How Serverless Computing Enables Microservices and Micropayments
Eugene Istrati shares his insights from ServerlessConf London
What is Serverless Computing?
Serverless Computing is the new trend in IT that empowers developers and businesses to focus less on infrastructure and platform tiers (symbolically labeled as “servers”), and focus more on application and services tiers (following the symbolism — “no servers” or “server-less”). There are various definitions on Wikipedia or Quora, but my favorite one is this tweet by Adrian Cockcroft:
If your PaaS can efficiently start instances in 20ms that run for half a second, then call it serverless. (Adrian Cockcroft)
What is #ServerlessConf?
ServerlessConf is a community led conference focused on sharing experiences building applications using serverless architectures. Serverless architectures enable developers to express their creativity and to focus on meeting user needs rather than spend time managing infrastructure and looking after servers.
This conference is for all practitioners, enthusiasts, experts, and fans interested in serverless technologies (be it, function-as-a-service, backend-as-a-service, or related patterns & architectures). We will hear use case, discuss architectures, learn about new products and features, and debate whether to rename Serverless to Jeff.
How Serverless Computing Enables Microservices?
Since the beginning of Mitoc Group’s existence, our small team of engineers didn’t have enough resources, time and bandwidth to deal with servers. Because of that, Serverless Computing was adopted naturally and quickly, becoming one of our strategic directions — we don’t manage servers or, in other words, our engineers focus only on applications and services tiers.
But serverless computing is not a silver bullet. It is powered by language-agnostic APIs, and the more features you need for your application, the more processes you need to engage with. That’s why serverless computing providers are building these services highly decoupled, focused on small tasks, independent processes that can communicate easily to each other. Does this ring a bell?
From Wikipedia: In computing, microservices is a software architecture style in which complex applications are composed of small, independent processes communicating with each other using language-agnostic APIs. These services are small, highly decoupled and focus on doing a small task, facilitating a modular approach to system-building.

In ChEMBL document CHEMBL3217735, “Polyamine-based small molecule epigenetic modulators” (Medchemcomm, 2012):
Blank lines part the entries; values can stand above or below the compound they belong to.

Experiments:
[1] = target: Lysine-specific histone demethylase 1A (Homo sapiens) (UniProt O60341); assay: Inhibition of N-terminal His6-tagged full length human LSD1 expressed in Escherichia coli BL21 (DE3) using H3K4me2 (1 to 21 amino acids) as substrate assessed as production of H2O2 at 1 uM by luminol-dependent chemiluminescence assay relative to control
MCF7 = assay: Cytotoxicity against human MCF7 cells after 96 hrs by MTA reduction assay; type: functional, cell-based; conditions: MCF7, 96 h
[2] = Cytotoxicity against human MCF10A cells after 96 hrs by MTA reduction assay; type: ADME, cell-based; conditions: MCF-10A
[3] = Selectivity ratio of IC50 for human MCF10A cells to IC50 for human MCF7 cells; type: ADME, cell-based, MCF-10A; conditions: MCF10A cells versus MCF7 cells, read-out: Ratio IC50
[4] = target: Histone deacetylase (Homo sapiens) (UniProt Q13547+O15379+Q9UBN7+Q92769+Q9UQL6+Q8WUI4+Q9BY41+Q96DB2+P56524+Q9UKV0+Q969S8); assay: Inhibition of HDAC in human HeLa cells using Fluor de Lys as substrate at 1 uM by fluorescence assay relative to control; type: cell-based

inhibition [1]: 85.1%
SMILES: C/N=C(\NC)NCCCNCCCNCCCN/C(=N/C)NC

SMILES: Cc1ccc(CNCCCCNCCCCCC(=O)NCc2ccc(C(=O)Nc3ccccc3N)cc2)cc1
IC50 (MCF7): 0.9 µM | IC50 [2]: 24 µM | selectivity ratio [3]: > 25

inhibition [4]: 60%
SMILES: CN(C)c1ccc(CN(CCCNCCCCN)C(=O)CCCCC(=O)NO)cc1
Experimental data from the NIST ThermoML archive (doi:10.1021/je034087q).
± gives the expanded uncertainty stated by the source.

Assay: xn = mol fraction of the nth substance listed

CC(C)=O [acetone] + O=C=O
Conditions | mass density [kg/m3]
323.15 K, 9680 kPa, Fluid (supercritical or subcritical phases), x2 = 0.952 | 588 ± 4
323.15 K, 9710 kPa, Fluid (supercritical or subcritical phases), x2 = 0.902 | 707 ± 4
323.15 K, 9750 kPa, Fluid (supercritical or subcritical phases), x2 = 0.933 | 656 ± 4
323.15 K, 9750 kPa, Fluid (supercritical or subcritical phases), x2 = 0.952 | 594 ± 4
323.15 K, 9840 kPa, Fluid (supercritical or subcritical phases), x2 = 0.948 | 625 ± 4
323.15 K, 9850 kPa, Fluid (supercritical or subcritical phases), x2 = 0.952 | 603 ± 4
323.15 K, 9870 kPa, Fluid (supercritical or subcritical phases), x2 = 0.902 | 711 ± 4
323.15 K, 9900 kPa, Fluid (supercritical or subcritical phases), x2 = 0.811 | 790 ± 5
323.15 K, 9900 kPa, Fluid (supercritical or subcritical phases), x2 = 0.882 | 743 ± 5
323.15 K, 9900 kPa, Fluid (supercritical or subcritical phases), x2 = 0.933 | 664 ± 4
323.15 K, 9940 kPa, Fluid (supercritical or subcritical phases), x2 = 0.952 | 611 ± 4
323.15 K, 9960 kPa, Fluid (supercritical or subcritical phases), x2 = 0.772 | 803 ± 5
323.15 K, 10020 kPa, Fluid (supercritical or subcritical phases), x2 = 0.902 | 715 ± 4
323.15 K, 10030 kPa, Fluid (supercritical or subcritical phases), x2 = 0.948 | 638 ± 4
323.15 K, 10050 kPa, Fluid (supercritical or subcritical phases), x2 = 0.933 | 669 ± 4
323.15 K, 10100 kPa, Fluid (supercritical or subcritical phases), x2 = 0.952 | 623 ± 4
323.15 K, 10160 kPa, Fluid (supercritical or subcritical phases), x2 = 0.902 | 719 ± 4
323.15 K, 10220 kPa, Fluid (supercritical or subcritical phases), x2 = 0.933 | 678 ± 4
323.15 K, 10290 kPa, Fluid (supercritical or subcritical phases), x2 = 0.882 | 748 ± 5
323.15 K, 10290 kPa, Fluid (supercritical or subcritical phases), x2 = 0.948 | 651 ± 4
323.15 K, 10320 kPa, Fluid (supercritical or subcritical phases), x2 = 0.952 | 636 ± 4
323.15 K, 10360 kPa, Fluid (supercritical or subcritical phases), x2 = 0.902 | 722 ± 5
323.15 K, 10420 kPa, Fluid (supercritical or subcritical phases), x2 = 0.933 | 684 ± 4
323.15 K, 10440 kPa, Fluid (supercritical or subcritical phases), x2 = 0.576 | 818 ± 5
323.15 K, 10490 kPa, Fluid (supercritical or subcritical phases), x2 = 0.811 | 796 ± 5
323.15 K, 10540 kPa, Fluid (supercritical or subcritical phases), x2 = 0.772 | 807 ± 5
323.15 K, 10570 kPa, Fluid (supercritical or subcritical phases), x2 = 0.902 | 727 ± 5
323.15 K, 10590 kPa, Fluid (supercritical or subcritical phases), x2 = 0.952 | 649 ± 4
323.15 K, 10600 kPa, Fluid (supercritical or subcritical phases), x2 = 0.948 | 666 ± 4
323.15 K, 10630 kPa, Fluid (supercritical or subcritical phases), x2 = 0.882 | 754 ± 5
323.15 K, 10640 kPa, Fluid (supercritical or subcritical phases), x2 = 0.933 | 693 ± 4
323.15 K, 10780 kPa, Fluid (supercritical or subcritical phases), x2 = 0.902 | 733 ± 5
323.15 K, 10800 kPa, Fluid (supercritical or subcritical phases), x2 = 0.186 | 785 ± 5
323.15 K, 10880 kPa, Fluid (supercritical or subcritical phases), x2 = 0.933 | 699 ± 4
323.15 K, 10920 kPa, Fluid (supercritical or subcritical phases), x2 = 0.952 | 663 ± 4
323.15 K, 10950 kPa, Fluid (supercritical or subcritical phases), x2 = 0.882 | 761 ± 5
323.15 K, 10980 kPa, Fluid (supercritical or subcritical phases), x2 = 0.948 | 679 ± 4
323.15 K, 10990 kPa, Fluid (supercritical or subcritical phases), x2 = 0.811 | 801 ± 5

Overall, as you can see, serverless computing enables us (and developers in general) to build new applications or migrate existing applications using microservices architecture.
How Serverless Computing Enables Micropayments?
Although serverless and microservices is a perfect tandem, using serverless computing for a micropayments platform is not an obvious choice. Besides common technical challenges like high availability or global distribution, there are also financial industry standards like PCI compliance that makes it a very interesting business challenge.
AdTechMedia aims to become an advertising platform with micropayments capabilities. This product helps publishers and content providers generate complimentary revenue streams that are immune to ad blocking software. Readers decide who pays for content consumption: either they contribute out of their pockets through native micropayments or they watch an ad through native advertising and continue reading for free. In any case, everybody wins: end users control their reading experience, advertisers expose themselves to relevant consumers, while publishers and content providers get paid for quality content.
Overall, as AdTechMedia emerges from experiment into sustainable platform, serverless computing enables micropayment capabilities that are solving both business opportunities and technology challenges.
Last, but not the least, if you didn’t have a chance to attend or have missed Eugene’s presentation at ServerlessConf in London, the organizing team has done a great job by publishing all the videos from the conference (Eugene’s session is shared here below):